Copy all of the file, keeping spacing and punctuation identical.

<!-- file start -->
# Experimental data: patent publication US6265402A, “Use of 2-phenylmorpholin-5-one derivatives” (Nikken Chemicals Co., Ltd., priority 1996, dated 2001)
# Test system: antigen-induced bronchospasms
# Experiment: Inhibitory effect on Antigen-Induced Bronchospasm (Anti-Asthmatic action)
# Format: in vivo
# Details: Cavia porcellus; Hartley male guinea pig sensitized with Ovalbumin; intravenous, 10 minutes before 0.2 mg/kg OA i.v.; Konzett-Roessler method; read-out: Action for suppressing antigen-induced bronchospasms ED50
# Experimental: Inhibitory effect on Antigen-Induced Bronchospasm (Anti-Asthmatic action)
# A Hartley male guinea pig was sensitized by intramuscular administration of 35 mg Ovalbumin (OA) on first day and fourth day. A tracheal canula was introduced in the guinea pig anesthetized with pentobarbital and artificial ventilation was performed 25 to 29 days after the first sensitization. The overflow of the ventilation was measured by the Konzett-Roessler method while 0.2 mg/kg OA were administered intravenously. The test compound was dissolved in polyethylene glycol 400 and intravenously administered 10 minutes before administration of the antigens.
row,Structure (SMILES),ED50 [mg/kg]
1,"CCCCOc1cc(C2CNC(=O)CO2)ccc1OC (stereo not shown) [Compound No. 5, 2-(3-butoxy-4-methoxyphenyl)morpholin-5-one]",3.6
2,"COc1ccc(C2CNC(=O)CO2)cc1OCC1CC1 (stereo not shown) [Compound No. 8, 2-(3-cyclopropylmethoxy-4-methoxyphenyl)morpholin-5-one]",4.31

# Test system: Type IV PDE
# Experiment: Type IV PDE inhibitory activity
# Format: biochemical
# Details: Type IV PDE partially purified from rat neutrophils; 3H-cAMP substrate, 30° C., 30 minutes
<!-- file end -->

# Experimental data: patent publication US6265402A, “Use of 2-phenylmorpholin-5-one derivatives” (Nikken Chemicals Co., Ltd., priority 1996, dated 2001)
# Test system: antigen-induced bronchospasms
# Experiment: Inhibitory effect on Antigen-Induced Bronchospasm (Anti-Asthmatic action)
# Format: in vivo
# Details: Cavia porcellus; Hartley male guinea pig sensitized with Ovalbumin; intravenous, 10 minutes before 0.2 mg/kg OA i.v.; Konzett-Roessler method; read-out: Action for suppressing antigen-induced bronchospasms ED50
# Experimental: Inhibitory effect on Antigen-Induced Bronchospasm (Anti-Asthmatic action)
# A Hartley male guinea pig was sensitized by intramuscular administration of 35 mg Ovalbumin (OA) on first day and fourth day. A tracheal canula was introduced in the guinea pig anesthetized with pentobarbital and artificial ventilation was performed 25 to 29 days after the first sensitization. The overflow of the ventilation was measured by the Konzett-Roessler method while 0.2 mg/kg OA were administered intravenously. The test compound was dissolved in polyethylene glycol 400 and intravenously administered 10 minutes before administration of the antigens.
row,Structure (SMILES),ED50 [mg/kg]
1,"CCCCOc1cc(C2CNC(=O)CO2)ccc1OC (stereo not shown) [Compound No. 5, 2-(3-butoxy-4-methoxyphenyl)morpholin-5-one]",3.6
2,"COc1ccc(C2CNC(=O)CO2)cc1OCC1CC1 (stereo not shown) [Compound No. 8, 2-(3-cyclopropylmethoxy-4-methoxyphenyl)morpholin-5-one]",4.31

# Test system: Type IV PDE
# Experiment: Type IV PDE inhibitory activity
# Format: biochemical
# Details: Type IV PDE partially purified from rat neutrophils; 3H-cAMP substrate, 30° C., 30 minutes